ND: The composition of the opposing forces to the Mswati regime generally mirrors the working class of Swaziland. It is mainly the workers and peasants that have grouped themselves into different organizations in opposing the ruling regime. Some of these organizations, indeed, are not as progressive since they only call for cosmetic changes in the governance of Swaziland, whilst some are pressure groups merely focusing on specific populations and issues such as women and youth. Nonetheless, they are a product of the oppressive nature of the regime.
The dominant narrative of the opposing voices, however, is a progressive one, with the voice of the Communist Party of Swaziland (CPS) being part of these. The workers, organized and united under the TUCOSWA, continue to call for the overthrow of the Mswati regime and the introduction of a multiparty system of governance. Other peasant-based organisations have also been formed, whilst the Swaziland United Democratic Front (SUDF) was formed as an umbrella body for all progressive forces calling for the democratization of Swaziland. Therefore, there are more calls for the total democratization of Swaziland compared to those which seek to maintain the status quo, mainly elements of the petty bourgeoisie and those elements which benefit from the monarchy. Otherwise, the Mswati regime constantly has to rely on the repressive state machinery which comprises, in part, in the army, the police and the intelligence wing of the regime.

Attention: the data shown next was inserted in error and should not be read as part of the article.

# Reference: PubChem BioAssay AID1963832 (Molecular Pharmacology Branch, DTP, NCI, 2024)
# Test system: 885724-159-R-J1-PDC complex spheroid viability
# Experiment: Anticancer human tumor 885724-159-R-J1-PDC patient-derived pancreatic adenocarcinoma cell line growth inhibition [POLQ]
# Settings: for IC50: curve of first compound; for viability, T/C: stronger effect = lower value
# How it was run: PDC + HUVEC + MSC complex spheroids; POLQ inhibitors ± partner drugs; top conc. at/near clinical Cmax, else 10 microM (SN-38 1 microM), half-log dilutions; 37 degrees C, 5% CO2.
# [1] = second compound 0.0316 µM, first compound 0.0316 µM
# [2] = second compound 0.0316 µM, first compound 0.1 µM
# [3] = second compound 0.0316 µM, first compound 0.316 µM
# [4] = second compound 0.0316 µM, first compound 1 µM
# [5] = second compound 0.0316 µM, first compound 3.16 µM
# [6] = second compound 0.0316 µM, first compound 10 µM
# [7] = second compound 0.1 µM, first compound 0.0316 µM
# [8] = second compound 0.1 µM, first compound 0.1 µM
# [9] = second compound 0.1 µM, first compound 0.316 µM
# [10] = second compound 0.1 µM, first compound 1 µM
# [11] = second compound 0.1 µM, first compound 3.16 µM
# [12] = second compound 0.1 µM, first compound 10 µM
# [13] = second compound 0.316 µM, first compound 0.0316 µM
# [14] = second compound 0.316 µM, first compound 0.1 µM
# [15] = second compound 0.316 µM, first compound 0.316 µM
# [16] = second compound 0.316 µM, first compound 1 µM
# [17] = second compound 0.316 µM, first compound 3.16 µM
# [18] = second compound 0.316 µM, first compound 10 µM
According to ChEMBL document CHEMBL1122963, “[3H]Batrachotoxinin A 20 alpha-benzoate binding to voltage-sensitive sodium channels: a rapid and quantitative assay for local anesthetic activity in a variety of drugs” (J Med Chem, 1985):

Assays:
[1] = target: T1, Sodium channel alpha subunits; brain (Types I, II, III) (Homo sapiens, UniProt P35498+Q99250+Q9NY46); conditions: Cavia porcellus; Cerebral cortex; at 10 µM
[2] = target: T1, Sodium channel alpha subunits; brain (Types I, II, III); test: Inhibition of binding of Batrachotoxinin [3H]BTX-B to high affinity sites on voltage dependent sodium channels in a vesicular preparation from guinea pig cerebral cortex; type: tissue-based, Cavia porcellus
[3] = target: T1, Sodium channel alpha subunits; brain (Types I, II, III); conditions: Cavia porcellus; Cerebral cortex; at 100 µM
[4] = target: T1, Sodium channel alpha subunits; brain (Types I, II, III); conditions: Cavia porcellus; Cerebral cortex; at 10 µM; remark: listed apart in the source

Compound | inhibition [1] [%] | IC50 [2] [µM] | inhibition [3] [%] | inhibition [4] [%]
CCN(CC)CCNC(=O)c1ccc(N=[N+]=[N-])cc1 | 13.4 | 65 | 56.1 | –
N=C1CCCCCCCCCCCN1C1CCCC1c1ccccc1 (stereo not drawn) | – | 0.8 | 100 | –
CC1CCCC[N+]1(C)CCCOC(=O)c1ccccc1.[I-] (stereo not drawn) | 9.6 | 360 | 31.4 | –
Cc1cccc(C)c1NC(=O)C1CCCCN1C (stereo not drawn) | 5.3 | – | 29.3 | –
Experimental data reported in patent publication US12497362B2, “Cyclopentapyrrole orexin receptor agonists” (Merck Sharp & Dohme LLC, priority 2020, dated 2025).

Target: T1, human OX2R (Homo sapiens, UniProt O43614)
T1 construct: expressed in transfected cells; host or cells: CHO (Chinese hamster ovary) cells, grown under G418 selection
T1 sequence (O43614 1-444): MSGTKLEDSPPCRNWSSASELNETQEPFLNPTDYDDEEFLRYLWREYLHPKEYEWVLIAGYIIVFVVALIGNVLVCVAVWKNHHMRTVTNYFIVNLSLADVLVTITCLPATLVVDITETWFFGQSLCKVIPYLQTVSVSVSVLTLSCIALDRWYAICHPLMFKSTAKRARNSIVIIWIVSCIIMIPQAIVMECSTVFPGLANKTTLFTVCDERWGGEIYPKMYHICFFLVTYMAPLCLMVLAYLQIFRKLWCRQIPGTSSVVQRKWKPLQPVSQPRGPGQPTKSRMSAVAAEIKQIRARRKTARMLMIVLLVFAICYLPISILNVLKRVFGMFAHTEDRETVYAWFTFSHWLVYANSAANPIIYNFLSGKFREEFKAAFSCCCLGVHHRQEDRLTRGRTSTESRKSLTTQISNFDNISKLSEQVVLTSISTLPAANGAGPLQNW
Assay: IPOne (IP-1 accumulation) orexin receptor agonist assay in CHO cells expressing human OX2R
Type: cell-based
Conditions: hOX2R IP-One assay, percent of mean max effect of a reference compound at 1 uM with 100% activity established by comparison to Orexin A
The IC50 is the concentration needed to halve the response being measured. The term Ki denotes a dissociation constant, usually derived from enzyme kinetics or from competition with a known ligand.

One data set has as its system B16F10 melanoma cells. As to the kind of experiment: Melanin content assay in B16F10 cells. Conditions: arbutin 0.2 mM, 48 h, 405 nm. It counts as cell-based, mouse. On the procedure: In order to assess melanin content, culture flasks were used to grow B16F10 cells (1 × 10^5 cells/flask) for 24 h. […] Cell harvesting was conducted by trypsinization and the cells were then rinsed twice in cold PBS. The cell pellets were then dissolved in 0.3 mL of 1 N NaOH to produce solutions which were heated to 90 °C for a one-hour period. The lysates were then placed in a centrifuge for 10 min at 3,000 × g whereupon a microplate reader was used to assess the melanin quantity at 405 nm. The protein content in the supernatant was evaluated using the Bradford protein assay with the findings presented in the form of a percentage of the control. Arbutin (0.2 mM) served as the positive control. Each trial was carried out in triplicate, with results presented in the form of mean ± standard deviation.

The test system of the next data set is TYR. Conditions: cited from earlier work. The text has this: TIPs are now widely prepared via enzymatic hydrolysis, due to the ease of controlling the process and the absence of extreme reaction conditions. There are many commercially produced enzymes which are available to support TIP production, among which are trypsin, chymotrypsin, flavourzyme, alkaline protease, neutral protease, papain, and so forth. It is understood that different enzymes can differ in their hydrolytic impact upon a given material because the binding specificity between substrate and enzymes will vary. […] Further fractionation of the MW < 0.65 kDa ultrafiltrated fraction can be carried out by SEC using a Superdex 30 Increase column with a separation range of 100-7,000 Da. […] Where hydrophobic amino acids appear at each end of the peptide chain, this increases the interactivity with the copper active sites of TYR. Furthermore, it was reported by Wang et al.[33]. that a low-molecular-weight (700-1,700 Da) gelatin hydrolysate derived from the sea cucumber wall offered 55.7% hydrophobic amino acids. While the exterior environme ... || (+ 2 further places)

PD: Many activists in recent years have been arrested by the state and recently, the police attacked a protest by trade unions, injuring many. What are the current challenges faced by political activists in the country?
ND: People who partake in the struggle face victimization, detainment without charge, arrest and torture by the regime. Some have already faced death. Being part of the Communist Party of Swaziland attracts more attention from imperialist forces as they join together with the absolute monarch in suppressing progressive ideas, most especially communist ideas.